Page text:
Tables reporting on aggregate impacts will note with a "+" superscript those effects that have less than a 10 percent probability of having arisen by chance. One asterisk will indicate effects that have less than a 5 percent probability of having arisen by chance, two asterisks will indicate a less than 1 percent probability, and three asterisks a less than one-tenth percent probability.(14)

As noted above, this report will also examine impacts on children from the point of view of whether they are of sufficient magnitude for policy makers to consider when developing policy. Such a "policy relevant" impact was defined, statistically, as one in which the effect size was at least one-third of a standard deviation on a given measure.(15),(16) While the "harm hypothesis" directs us to identify unfavorable, and especially "policy relevant," program impacts on children, we acknowledge that policy relevant program impacts may occur in a positive as well as negative direction.

In all discussions of impacts, the patterning of results (according to developmental domain, site, and/or program approach) will also be taken into account. Thus, while we present all statistically significant program impacts on children, we concentrate our discussion on impacts that show a distinct pattern, as well as impacts that are of sufficient magnitude to meet the criterion for policy relevance.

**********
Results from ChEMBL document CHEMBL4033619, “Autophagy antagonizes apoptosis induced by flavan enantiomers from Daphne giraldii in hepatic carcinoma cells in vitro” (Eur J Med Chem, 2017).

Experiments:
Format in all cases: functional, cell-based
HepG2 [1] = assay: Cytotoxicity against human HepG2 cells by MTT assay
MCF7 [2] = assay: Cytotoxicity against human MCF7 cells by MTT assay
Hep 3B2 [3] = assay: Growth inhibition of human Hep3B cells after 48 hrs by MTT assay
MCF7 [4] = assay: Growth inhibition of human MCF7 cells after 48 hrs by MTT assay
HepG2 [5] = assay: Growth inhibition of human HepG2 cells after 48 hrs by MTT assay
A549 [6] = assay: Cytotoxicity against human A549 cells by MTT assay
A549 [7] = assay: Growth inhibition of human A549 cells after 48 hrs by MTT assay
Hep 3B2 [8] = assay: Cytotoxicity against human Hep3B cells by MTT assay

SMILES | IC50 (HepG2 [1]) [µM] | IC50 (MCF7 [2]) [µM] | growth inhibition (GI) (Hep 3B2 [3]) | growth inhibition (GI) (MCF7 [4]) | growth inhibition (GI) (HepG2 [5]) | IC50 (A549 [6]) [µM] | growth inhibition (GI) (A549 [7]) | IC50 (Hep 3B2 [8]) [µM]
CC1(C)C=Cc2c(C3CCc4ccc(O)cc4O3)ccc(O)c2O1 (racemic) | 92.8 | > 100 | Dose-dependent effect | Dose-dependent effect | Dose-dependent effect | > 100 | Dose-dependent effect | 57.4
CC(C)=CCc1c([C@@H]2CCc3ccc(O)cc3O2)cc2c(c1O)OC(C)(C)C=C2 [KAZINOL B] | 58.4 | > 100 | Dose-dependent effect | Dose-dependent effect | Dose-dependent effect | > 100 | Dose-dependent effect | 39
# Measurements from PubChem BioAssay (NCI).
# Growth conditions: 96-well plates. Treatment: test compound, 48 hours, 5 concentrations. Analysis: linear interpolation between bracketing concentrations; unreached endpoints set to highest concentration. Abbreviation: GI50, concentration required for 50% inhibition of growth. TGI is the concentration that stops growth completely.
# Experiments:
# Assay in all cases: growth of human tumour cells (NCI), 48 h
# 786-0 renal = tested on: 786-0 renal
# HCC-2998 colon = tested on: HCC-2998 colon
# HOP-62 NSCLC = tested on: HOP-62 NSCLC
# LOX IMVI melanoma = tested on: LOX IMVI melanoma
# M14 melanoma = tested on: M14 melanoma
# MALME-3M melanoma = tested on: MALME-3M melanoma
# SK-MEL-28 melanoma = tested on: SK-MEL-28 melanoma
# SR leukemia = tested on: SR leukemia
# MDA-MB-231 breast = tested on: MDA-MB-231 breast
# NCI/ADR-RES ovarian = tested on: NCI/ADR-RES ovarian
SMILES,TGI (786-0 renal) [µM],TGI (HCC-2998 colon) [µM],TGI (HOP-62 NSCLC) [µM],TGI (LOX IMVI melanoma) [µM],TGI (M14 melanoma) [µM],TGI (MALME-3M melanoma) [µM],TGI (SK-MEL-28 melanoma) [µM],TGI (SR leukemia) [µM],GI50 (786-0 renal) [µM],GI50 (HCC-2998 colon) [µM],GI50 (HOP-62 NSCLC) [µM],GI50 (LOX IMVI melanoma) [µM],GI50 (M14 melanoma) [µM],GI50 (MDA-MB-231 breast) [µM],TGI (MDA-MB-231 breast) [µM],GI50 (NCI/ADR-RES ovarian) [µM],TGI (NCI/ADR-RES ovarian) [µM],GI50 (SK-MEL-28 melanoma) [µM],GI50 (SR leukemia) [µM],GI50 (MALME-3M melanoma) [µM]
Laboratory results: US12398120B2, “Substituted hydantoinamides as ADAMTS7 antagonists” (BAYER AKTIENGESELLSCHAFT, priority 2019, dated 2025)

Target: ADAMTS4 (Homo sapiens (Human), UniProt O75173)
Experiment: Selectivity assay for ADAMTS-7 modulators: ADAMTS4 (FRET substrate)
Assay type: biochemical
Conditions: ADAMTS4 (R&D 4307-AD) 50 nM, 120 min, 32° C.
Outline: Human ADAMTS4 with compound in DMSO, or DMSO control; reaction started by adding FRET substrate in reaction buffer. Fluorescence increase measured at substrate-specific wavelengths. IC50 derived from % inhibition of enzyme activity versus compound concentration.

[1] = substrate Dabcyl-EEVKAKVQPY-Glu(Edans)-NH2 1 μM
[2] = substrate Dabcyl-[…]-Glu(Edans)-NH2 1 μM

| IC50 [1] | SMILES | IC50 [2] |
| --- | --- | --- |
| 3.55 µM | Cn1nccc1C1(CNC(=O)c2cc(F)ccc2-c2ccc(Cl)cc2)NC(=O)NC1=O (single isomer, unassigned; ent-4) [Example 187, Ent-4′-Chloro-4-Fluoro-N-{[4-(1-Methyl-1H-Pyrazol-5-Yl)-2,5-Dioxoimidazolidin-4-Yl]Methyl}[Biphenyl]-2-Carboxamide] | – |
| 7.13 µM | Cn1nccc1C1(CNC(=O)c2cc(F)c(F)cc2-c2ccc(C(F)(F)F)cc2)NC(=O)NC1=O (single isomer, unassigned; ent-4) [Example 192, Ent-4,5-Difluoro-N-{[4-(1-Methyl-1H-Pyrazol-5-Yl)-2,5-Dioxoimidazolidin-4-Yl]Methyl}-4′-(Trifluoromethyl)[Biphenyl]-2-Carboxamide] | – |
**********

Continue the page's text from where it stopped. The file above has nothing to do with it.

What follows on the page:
III. Examination of Subgroup Impacts at Each Site

As noted in Chapter 1, an important possibility is that JOBS will affect subgroups of families differently. In order to examine this possibility, we will go beyond the consideration of aggregate impacts to consideration of impacts for specified subgroups. Subgroups are delineated according to characteristics of the families at baseline and are categorized into "lower-risk" and "higher-risk" based on these variables. In an effort to minimize the number of subgroups examined and maximize the clarity of findings, information from ten baseline variables was drawn upon in creating higher and lower-risk subgroups of four different types. We refer to each approach to defining higher and lower-risk subgroups as a "risk composite" because each is based on multiple rather than individual baseline variables:

  • information on the number of children in the family and on the age difference between the focal and next oldest or next youngest child was used to create a "sibling constellation risk" composite;
  • items relating to depression and locus of control form a "maternal psychological well-being risk" composite;
  • information on mothers' educational attainment (i.e., at least a high school degree or GED), literacy, and numeracy was used to create an "educational risk" composite; and
  • information relating to practical barriers to employment (e.g., health problems, lack of transportation or child care), duration of welfare, and employment history was used to create a "work risk" composite.

Thus, for example, we ask whether JOBS programs had effects on children in families in which the mother was at higher and lower risk in terms of indicators of psychological distress at baseline; in which the mother was at higher and lower educational risk; in which the mother was at higher and lower work risk; and in families with more or closely spaced children and with fewer or less closely spaced children. For each of the composite risk measures, families were categorized in a mutually exclusive way, as at either higher or lower risk. Families could be categorized as at higher risk on more than one of the risk composites.